By Molly Goad
Canada Post remembers the accomplishments of Kathleen (Kay) Livingstone and Lincoln M. Alexander on stamps to be issued Feb. 1 in its Black History Month stamp series.
Canada Post began its Black History Month stamp series in 2009. Like the United States, Canada celebrates Black History Month each February.
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The nondenominated “P” permanent-rate stamps (85¢) were designed by Winnipeg-based Tetro, using photos of the two leaders to convey the significance they had on Canadian history.
“The images selected capture a moment that is both internally reflective and formidable,” designer Paul Tetrault said. “The gold metallic glow pays tribute to their visionary influence and trailblazing achievements.”
One stamp spotlights Alexander, a champion for racial equality born in 1922 in Toronto, Ontario. His parents were West Indian immigrants — his mother was from Jamaica, his father from St. Vincent.
As a teenager, Alexander moved to Harlem in New York City with his mother and attended DeWitt Clinton High School.
He returned to Canada in 1939 and served in the Canadian Royal Air Force during World War II.
Alexander obtained a law degree in 1953 and was appointed to Queen’s Counsel in 1965. During his remarkable career, Alexander earned many titles, including first black Canadian to sit in the House of Commons (1968), minister of labor (1979) and lieutenant governor of Ontario (1985).
According to Details, Canada Post’s magazine for collectors, Alexander encouraged countless young people to pursue their dreams, often telling them, “I did it. You can. You will.”
In a profile by Sharon Lem published in 2007 by the Toronto Sun, he said: “I like to help the ordinary people. That’s my claim to fame — being ordinary. I help the hungry, abused women, young children, those with disabilities and those who are ignored. They are the forgotten people and I’m a people’s person who hasn’t forgotten where I’ve come from.”
Among other honors, Alexander was invested into the Order of Ontario and the Order of Canada. Also, his birthday, Jan. 21, is celebrated as Lincoln Alexander Day. Alexander died in 2012 at the age of 90.
In addition to showing a photographic portrait of Alexander, the stamp depicts the bell tower on Parliament Hill in Ottawa. Known as the Peace Tower, it serves as a symbol of Canada.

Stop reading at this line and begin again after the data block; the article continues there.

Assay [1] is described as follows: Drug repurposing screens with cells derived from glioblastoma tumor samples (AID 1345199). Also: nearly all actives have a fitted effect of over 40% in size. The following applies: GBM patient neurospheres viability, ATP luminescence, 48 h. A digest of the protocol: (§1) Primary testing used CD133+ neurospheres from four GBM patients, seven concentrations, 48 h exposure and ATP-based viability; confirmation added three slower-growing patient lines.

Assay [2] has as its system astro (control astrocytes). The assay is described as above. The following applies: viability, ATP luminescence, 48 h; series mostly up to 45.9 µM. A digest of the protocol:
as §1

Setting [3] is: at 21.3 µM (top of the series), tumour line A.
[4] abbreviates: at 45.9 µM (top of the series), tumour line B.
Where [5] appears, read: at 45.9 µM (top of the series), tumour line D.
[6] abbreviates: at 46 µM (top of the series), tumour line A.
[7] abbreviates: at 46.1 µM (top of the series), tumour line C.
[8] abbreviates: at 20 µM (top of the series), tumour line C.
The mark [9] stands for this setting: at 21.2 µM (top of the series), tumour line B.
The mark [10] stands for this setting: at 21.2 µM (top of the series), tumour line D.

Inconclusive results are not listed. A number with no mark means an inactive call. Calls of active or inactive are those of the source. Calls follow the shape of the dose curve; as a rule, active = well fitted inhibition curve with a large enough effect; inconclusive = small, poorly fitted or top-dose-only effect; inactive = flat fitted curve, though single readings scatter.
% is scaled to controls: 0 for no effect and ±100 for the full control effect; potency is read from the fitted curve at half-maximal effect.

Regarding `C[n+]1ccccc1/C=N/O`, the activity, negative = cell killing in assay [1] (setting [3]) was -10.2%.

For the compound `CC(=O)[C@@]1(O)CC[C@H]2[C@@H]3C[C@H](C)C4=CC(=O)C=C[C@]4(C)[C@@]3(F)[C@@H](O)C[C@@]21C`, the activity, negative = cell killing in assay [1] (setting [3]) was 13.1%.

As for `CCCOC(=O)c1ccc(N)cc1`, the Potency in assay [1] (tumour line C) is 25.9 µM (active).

The other new stamp features Livingstone, an activist, humanitarian and popular radio host devoted to empowering black women. She was born in London, Ontario, in 1918, married George Livingstone in 1942 and moved to Toronto shortly thereafter.
A lover of the performing arts, Livingstone was called “one of Canada’s leading Black actresses” during this time, as well as growing a career in radio.
As the civil rights movement strengthened in the 1950s, Livingstone founded the Canadian Negro Women’s Association. In 1975, she started the Congress of Black Women of Canada, which is now a nationwide organization. In 2011, she was named a Person of National Historic Significance by the Canadian government. Livingstone passed away in 1975.
“We are thrilled that people will learn not only about her efforts but also about the kind of person she was: a mother who served her family and a humanitarian who served her people, her city and her country,” her daughter, Rene Livingstone, said. “She did it generously and she did it well.”
The background of the stamp honoring Livingstone shows a meeting in her home in early 1975, part of the planning for International Women’s Year.
Lowe-Martin printed the self-adhesive stamps by six-color offset lithography in booklets of 10. A total of 130,000 booklets were printed for each design. The stamps measure 32 millimeters by 40mm.
The 10-stamp booklets are Canada Post order numbers 414078111 (Livingstone) and 414077111 (Alexander).
Also available are 8,000 official first-day covers of each stamp (price $1.85).
The Livingstone first-day cover (414078131) includes a radio-themed pictorial cancellation from London, Ontario. The cachet features a photograph of Livingstone and her children.
The Alexander first-day cover (414077131) displays a Toronto, Ontario, pictorial cancellation. The cachet shows a photograph of Alexander as lieutenant governor inspecting the Argyll and Sutherland Highlanders of Canada.
These stamps and related items are available at the Canada Post website. Stamps and FDCs are available by mail order from Canada Post Customer Service, Box 90022, 2701 Riverside Drive, Ottawa, ON K1V 1J8 Canada; or by telephone from the United States or Canada at 800-565-4362, and from other countries at 902-863-6550.
Canada’s stamps and stamp products also are available from many new-issue stamp dealers, and from Canada Post’s agent in the United States: Interpost, Box 420, Hewlett, NY 11557.